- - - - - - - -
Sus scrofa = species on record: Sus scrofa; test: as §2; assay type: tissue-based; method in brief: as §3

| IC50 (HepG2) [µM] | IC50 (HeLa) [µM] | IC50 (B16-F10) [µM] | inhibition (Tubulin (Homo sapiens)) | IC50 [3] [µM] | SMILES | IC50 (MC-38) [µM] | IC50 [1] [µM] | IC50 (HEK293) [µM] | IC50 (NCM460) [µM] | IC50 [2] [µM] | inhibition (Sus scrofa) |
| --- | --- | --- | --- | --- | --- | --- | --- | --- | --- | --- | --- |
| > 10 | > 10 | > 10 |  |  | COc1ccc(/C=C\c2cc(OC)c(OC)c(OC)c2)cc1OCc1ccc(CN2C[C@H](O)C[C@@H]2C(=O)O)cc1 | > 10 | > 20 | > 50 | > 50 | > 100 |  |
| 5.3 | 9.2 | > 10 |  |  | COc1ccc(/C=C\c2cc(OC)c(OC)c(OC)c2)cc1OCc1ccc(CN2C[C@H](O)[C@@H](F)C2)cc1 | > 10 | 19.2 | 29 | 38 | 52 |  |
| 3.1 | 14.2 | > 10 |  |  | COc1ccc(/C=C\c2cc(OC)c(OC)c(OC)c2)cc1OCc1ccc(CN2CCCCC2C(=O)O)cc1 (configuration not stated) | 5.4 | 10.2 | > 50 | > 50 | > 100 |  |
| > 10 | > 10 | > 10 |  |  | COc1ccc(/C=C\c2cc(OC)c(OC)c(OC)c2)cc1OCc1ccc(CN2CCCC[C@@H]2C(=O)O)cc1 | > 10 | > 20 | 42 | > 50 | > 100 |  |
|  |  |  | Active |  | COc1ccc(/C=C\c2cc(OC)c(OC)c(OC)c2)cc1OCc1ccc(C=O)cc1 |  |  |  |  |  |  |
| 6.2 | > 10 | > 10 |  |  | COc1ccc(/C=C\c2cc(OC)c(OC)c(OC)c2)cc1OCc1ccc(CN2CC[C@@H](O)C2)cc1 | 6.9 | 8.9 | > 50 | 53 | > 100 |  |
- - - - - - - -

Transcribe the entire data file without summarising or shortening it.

Sus scrofa = species on record: Sus scrofa; test: as §2; assay type: tissue-based; method in brief: as §3

| IC50 (HepG2) [µM] | IC50 (HeLa) [µM] | IC50 (B16-F10) [µM] | inhibition (Tubulin (Homo sapiens)) | IC50 [3] [µM] | SMILES | IC50 (MC-38) [µM] | IC50 [1] [µM] | IC50 (HEK293) [µM] | IC50 (NCM460) [µM] | IC50 [2] [µM] | inhibition (Sus scrofa) |
| --- | --- | --- | --- | --- | --- | --- | --- | --- | --- | --- | --- |
| > 10 | > 10 | > 10 |  |  | COc1ccc(/C=C\c2cc(OC)c(OC)c(OC)c2)cc1OCc1ccc(CN2C[C@H](O)C[C@@H]2C(=O)O)cc1 | > 10 | > 20 | > 50 | > 50 | > 100 |  |
| 5.3 | 9.2 | > 10 |  |  | COc1ccc(/C=C\c2cc(OC)c(OC)c(OC)c2)cc1OCc1ccc(CN2C[C@H](O)[C@@H](F)C2)cc1 | > 10 | 19.2 | 29 | 38 | 52 |  |
| 3.1 | 14.2 | > 10 |  |  | COc1ccc(/C=C\c2cc(OC)c(OC)c(OC)c2)cc1OCc1ccc(CN2CCCCC2C(=O)O)cc1 (configuration not stated) | 5.4 | 10.2 | > 50 | > 50 | > 100 |  |
| > 10 | > 10 | > 10 |  |  | COc1ccc(/C=C\c2cc(OC)c(OC)c(OC)c2)cc1OCc1ccc(CN2CCCC[C@@H]2C(=O)O)cc1 | > 10 | > 20 | 42 | > 50 | > 100 |  |
|  |  |  | Active |  | COc1ccc(/C=C\c2cc(OC)c(OC)c(OC)c2)cc1OCc1ccc(C=O)cc1 |  |  |  |  |  |  |
| 6.2 | > 10 | > 10 |  |  | COc1ccc(/C=C\c2cc(OC)c(OC)c(OC)c2)cc1OCc1ccc(CN2CC[C@@H](O)C2)cc1 | 6.9 | 8.9 | > 50 | 53 | > 100 |  |